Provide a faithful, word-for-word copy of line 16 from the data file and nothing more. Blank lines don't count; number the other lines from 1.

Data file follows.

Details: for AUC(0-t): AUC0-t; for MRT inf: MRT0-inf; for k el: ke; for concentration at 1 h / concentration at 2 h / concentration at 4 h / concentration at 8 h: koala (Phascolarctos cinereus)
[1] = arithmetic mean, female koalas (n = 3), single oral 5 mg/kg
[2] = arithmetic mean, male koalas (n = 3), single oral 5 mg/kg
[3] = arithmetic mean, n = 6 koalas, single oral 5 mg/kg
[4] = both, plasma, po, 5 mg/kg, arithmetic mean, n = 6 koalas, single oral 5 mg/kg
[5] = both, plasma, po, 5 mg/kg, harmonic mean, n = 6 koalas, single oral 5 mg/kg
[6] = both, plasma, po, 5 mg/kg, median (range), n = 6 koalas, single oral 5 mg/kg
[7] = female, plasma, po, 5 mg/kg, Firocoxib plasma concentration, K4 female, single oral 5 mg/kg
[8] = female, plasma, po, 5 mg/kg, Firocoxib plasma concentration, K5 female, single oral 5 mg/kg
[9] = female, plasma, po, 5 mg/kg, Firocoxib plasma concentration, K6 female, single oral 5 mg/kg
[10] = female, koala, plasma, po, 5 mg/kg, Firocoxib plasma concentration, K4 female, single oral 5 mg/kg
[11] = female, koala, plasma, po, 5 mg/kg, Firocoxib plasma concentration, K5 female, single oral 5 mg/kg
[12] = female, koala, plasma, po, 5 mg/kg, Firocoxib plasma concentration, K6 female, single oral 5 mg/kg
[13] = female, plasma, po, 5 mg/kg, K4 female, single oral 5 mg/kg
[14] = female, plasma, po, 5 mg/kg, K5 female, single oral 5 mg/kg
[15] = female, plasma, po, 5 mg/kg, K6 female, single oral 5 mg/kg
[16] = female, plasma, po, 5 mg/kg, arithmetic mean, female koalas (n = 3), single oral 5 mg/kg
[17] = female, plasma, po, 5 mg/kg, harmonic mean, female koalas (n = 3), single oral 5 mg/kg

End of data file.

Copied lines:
[15] = female, plasma, po, 5 mg/kg, K6 female, single oral 5 mg/kg